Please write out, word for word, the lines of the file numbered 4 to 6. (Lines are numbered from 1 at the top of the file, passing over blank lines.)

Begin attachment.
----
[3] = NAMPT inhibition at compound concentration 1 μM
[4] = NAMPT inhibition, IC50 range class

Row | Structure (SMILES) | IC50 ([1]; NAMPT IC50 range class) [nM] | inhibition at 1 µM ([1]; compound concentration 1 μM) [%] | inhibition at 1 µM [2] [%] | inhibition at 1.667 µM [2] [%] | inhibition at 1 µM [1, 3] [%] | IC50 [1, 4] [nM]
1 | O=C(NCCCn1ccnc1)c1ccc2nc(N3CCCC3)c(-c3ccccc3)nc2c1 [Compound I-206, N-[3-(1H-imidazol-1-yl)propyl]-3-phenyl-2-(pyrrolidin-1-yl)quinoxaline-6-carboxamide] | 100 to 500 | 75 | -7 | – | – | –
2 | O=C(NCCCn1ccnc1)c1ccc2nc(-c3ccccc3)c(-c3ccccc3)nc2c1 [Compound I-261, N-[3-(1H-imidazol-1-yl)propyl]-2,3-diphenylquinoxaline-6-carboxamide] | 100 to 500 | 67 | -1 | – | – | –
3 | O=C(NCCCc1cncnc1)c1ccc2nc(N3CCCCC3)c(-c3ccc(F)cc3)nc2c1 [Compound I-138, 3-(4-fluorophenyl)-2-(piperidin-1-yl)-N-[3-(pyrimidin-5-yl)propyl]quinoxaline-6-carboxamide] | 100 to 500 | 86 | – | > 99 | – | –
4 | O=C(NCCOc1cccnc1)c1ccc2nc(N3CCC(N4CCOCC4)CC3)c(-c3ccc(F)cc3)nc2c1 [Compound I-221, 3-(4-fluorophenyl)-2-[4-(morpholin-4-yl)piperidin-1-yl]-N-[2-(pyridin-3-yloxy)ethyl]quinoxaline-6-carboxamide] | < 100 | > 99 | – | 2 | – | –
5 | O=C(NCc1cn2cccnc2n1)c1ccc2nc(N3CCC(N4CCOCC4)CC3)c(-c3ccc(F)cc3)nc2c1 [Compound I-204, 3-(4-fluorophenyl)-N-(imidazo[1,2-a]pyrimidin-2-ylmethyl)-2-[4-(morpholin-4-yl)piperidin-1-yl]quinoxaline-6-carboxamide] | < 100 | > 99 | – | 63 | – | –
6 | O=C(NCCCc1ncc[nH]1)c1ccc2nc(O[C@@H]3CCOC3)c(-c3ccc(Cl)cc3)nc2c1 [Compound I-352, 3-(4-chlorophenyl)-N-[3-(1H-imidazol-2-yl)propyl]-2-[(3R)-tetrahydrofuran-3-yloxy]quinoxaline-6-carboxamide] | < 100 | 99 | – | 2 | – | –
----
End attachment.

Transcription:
1 | O=C(NCCCn1ccnc1)c1ccc2nc(N3CCCC3)c(-c3ccccc3)nc2c1 [Compound I-206, N-[3-(1H-imidazol-1-yl)propyl]-3-phenyl-2-(pyrrolidin-1-yl)quinoxaline-6-carboxamide] | 100 to 500 | 75 | -7 | – | – | –
2 | O=C(NCCCn1ccnc1)c1ccc2nc(-c3ccccc3)c(-c3ccccc3)nc2c1 [Compound I-261, N-[3-(1H-imidazol-1-yl)propyl]-2,3-diphenylquinoxaline-6-carboxamide] | 100 to 500 | 67 | -1 | – | – | –
3 | O=C(NCCCc1cncnc1)c1ccc2nc(N3CCCCC3)c(-c3ccc(F)cc3)nc2c1 [Compound I-138, 3-(4-fluorophenyl)-2-(piperidin-1-yl)-N-[3-(pyrimidin-5-yl)propyl]quinoxaline-6-carboxamide] | 100 to 500 | 86 | – | > 99 | – | –